Preparing for retirement

Preparing for retirement

Summary:
For doctors, retiring involves considering many elements of a business built up over many years in practice. These are some of the factors to contemplate when planning for a smooth transition to retirement.

Winding down from practiceFactsheetsEmployment matters
22 / 04 / 2016

For doctors, retiring involves considering many elements of a business built up over many years in practice. These are some of the factors to contemplate when planning for a smooth transition to retirement.

Notifying patients

Notify patients in writing of your impending retirement and the date this will occur. Consider placing a message on your answering machine and a notice in the patient waiting room and/or window of the surgery.

If your practice has a website, you should remove it or amend it to let patients know you have retired.

The Medical Board of Australia’s Good Medical Practice: A Code of Conduct for Doctors in Australia requires you to give advance notice to patients where possible and facilitate the continuing medical care of your patients, including the transfer of patient records.
Write a letter of transfer for patients with an up-to-date medication list and investigation results attached.

Advise patients how to access their medical records following your retirement.

Consider ceasing new bookings before your actual retirement to ensure that you are in a position to provide appropriate follow-up care. The length of time will depend on the nature of your practice and the needs of your particular patients. It will also depend on whether the practice is closing altogether or whether it will be taken over by another practitioner.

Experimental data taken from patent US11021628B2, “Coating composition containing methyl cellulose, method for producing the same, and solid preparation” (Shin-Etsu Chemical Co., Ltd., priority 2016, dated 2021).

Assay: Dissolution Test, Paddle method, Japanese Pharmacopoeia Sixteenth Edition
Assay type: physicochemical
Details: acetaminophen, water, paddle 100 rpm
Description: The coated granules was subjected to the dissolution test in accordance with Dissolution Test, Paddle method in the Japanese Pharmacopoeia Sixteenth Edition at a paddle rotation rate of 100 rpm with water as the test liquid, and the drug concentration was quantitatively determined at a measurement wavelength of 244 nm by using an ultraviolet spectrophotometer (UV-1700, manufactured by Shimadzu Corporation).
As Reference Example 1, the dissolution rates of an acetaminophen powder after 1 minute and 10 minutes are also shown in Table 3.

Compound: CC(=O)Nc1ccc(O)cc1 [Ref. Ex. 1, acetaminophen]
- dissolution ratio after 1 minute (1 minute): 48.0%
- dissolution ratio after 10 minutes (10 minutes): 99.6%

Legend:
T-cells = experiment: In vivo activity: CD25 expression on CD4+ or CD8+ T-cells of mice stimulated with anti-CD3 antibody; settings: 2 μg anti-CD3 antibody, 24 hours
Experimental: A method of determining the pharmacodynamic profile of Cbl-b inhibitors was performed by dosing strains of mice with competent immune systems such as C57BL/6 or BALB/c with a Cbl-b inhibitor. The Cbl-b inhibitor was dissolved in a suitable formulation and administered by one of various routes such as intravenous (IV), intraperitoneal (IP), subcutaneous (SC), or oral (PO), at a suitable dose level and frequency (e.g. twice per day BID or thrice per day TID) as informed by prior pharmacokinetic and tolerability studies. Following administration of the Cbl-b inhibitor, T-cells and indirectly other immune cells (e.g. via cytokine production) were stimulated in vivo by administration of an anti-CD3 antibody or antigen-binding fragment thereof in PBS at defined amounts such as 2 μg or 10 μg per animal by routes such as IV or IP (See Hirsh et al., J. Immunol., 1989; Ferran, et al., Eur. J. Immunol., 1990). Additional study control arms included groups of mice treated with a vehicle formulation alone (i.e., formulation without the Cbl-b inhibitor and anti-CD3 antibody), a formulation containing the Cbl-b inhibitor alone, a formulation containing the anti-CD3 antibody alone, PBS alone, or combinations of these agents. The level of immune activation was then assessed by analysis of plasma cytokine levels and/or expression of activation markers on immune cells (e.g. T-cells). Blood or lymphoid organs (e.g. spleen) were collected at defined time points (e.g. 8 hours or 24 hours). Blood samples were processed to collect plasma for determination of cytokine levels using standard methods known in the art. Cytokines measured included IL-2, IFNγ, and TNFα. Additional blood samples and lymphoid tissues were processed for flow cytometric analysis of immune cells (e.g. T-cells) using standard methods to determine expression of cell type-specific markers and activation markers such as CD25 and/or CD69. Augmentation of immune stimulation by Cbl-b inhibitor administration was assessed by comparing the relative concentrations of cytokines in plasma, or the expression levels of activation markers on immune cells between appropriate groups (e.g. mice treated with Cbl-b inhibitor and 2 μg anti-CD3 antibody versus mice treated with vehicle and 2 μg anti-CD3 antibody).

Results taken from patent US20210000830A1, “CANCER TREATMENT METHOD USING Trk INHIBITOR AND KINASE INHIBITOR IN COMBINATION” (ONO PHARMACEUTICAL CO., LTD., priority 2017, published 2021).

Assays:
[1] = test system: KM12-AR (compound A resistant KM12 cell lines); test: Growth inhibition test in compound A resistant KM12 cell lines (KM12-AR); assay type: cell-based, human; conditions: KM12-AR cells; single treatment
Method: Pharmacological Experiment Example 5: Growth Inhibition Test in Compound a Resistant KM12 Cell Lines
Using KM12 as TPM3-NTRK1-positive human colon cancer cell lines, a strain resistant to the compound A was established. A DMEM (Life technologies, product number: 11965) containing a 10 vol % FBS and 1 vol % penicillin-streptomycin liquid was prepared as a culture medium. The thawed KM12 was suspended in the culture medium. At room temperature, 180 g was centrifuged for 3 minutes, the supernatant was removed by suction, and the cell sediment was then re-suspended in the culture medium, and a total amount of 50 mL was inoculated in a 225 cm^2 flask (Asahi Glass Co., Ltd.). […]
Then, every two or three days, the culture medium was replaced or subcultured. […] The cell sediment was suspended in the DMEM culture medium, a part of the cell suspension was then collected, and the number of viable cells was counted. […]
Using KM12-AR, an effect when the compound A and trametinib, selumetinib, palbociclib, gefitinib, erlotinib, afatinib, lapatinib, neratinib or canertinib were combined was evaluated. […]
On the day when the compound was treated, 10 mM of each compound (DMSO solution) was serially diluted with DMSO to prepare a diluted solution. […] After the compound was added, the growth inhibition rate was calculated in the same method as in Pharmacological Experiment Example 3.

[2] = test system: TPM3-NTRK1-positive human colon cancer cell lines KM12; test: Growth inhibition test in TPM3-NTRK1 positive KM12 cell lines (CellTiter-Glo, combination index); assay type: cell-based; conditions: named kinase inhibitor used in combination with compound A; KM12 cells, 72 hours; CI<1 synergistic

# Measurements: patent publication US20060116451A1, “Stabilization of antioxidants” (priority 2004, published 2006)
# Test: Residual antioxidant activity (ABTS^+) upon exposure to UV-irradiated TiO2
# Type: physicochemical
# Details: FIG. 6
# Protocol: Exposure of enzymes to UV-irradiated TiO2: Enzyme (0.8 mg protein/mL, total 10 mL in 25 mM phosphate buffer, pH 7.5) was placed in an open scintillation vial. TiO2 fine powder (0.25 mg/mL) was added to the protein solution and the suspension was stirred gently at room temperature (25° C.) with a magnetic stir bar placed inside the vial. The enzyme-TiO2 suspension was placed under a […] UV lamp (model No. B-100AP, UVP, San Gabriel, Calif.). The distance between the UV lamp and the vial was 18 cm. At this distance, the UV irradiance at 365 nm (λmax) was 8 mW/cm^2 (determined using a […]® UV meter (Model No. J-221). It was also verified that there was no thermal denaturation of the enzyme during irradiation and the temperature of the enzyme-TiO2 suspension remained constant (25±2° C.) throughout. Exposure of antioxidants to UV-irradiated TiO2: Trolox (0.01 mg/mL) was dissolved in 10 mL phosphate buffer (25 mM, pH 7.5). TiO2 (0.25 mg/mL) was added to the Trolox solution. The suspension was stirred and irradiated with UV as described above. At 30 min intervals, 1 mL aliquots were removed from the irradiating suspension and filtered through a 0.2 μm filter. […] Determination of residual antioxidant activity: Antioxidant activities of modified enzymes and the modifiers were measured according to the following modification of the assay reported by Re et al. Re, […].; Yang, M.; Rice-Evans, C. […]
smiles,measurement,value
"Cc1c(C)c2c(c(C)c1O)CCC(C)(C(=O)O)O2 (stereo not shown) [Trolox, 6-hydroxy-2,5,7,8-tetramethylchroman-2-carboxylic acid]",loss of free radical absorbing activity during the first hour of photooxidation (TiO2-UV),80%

Notifying other professionals

Informing other practitioners and hospitals that you are retiring is important, as is introducing your successor before you leave if you are not closing the practice altogether.

Let any referring doctors know when you will retire and how patient records may be accessed after that date. Advise relevant parties where they should send information and patient reports.

Identifying patients who require follow up

Advise patients in writing of the time, type and nature of follow-up that they will require.

If your practice is continuing, complete a list of high risk patients to pass on to your successor. This will include patients undergoing treatment or who have recently undergone investigations at the time you cease practice.

Retaining, transfering or disposing of medical records

Organise the safe and secure storage of your original records in a manner to preserve their confidentiality and prevent them from being damaged, lost, or stolen. The records must be accessible should patients seek to obtain health information from you.

Some states and territories have legislation mandating that records be kept for minimum periods. Such periods vary between jurisdictions. At a minimum, it is recommended that records in relation to health information are kept, in the case of a child, until they are 25 years, and for adults, at least seven years after the last consultation.

It may be necessary to keep the records beyond the statutory retention periods where there are legal proceedings, where there has been an adverse outcome, or where there is a threat of legal action or a complaint. If you have any doubt about this, seek advice.

You may wish to scan patient records into computer software in a form where they are able to be printed rather than keeping paper records. You should ensure, however, that there are appropriate back up and security measures in place. There have been circumstances where a practitioner has not been able to print records which had been stored electronically.

If closing the practice, ask patients to collect a copy of their records or advise you in writing of which practitioner they want a summary or a copy of their records to be sent to.